A frog jumps into a pond, making ripples. A bat emits a high pitched squeak and thereby locates an insect. A woodpecker taps its beak against a tree, looking for grubs. Experiments mirroring these phenomena are in progress in our laboratory.
People have always romanticised at the beauty of ripples on water. The pleasing circles produced by a frog jumping into a still pond, for example. Now something new for wistful lovers to contemplate: the spreading of ripples on crystals.
Lord Rayleigh in 1885 predicted that ripples of sound on noncrystalline solids like glass should also spread in circular patterns. But in crystals the sound velocity is strongly dependent on the direction of sound travel, and the ripple patterns are more complicated.
We have extended the art of ripple-watching to crystal surfaces. We replace the frog in the pond with a brief laser pulse to stimulate high frequency sound waves, and we replace the water with a solid crystal surface. Meanwhile, the sensory apparatus, the human eye, is replaced by a separate laser pulse. In this way we can obtain animations of sound rippling over crystals and microscopic landscapes.
Just as a tree's rings can chronicle years, the ripples, often focused by the crystal or structure in certain directions, provide a record of prior disturbances. By reading the ripples the acoustic properties of the sample can be examined.
We hope that by watching ripples on crystals, in both natural and man-made 'phononic crystals', we can develop an experimental phonon 'optics' of surfaces that will become as familiar as conventional photon optics is today. In terms of crystal surfaces this research effectively gives our ears eyes for the first time.
(See Watching ripples on crystals, Watching whispering-gallery waves, Watching ripples on square phononic crystal lattices, Watching ripples on phononic crystals and Ripples between two crystals for the animations.)
Sound has always been essential to the survival of animals. The human ear can detect sounds up to about 20 kHz (20,000 cycles/second). Anything above this is termed ultrasonic.
Bats' vocal chords and ears can cope with frequencies up to 200 kHz. They sense their environment acoustically by emitting sound and listening for the reflected echo. We can mimic bats with man-made sound emitters and receivers, like those used in medical imaging or the sonar systems used when looking for submarines.
The same principle is adopted in our research but with vastly higher frequencies: the bats are put to shame by creating and picking up ultrasound as shrill as one terahertz or more (1 THz=one million million Hertz).
The detail we can visualize with sound depends on its wavelength, that is, the distance between adjacent crests of the wave. The higher the sound frequency the smaller is the wavelength. For bats this is as short as 2 millimetres, enough to locate an insect, whereas the human ear does well to manage a few centimetres.
With extremely brief laser pulses, lasting for only a picosecond or less (one million millionth part of a second), we can produce and detect terahertz ultrasound, which has a corresponding wavelength as short as a few nanometres (1 nanometre=10-9 m).
Just like a miniature sonar system we can use this 'ultrabat' technology to eavesdrop on sound passing through atomic cracks or ultrathin films. Since the whole measurement typically only takes a few tens of picoseconds, we are in the realm of picosecond ultrasonics.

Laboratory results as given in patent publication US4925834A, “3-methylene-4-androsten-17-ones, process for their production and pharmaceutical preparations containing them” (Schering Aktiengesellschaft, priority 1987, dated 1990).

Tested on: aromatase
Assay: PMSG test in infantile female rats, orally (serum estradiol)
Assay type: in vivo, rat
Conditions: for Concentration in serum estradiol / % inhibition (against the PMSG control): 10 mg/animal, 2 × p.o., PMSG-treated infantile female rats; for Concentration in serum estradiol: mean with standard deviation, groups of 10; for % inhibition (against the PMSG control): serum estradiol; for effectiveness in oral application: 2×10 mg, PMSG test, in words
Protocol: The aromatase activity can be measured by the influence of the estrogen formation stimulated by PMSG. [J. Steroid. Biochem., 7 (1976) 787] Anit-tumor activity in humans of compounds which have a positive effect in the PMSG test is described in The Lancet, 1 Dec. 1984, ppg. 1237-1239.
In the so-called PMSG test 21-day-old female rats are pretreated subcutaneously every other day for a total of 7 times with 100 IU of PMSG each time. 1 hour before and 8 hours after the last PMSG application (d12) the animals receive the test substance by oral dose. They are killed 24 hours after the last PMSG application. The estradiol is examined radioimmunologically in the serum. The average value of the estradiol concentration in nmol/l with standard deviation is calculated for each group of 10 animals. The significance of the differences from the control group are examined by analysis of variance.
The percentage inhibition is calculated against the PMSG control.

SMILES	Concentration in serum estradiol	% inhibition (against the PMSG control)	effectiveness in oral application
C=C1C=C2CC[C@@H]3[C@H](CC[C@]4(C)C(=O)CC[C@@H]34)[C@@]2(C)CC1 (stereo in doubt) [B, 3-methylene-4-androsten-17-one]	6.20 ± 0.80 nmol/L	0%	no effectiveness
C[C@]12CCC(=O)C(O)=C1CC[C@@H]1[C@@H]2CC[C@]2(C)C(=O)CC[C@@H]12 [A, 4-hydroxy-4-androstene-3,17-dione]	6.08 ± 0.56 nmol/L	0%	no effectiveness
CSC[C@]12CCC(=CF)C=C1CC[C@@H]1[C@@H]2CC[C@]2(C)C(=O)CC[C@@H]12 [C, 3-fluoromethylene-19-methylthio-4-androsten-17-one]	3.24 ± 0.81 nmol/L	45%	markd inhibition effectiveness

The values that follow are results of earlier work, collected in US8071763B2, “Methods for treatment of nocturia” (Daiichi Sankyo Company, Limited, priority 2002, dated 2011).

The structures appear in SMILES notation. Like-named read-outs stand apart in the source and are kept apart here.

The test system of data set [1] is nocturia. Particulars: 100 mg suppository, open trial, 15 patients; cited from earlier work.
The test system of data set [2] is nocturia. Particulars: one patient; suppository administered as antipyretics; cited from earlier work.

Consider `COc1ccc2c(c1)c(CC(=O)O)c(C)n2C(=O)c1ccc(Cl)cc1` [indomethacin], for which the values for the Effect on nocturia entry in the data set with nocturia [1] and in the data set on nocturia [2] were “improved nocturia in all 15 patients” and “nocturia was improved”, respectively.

We can also look at artificial nanoscale structures with these methods. When jolted with laser pulses such structures will vibrate at certain frequencies determined by their shape and make-up. These resonances can be detected inside semiconductor sandwich structures with layer thicknesses approaching atomic dimensions, for example.
Even nanobells — nicknamed, of course, Little Ben — in the form of gold nanorings are now tolling the virtues of the kingdom of the ultrasmall with ultrahigh-pitched sound in our laboratory.
(See Picosecond ultrasonics with ultrashort light pulses, Picosecond shearing, Picosecond ultrasonics in liquid mercury, Picosecond ultrasonics in ice and Vibrations of gold nanorings for further explanations.)
A woodpecker looks for grubs by tapping its beak against a tree, trying to sense the change in the elastic properties of the bark. We are also trying to imitate the woodpecker but using a tiny 'beak' only a few nanometres across.
We do this by tapping a microscopic tip mounted on a cantilever against a solid at ultrasonic frequencies and sensing how much the cantilever vibrates. This technique, called Ultrasonic Force Microscopy, can map the elastic properties of surfaces or nanostructures.
With our 'nanowoodpecker' we have been vibrating our tip at frequencies around 100 MHz to see the interior structure of tiny quantum dots and other nanostructures. Although the acoustic wavelength at this frequency is relatively large, about 0.1 mm, we can obtain a much better lateral resolution of about 1 nanometre thanks to the small size of the tip itself.
We want to make our nanowoodpecker peck faster and faster to investigate very high frequency elastic properties on nanometre length scales.
We are also training our woodpecker to use a modulated light source to excite the solid surface at megahertz frequencies, and thereby excite thermal waves in the sample. Using these thermal waves we have succeeded in locally probing the sub-surface structure of a sample.
(See Ultrasonic force microscopies for further explanations.)
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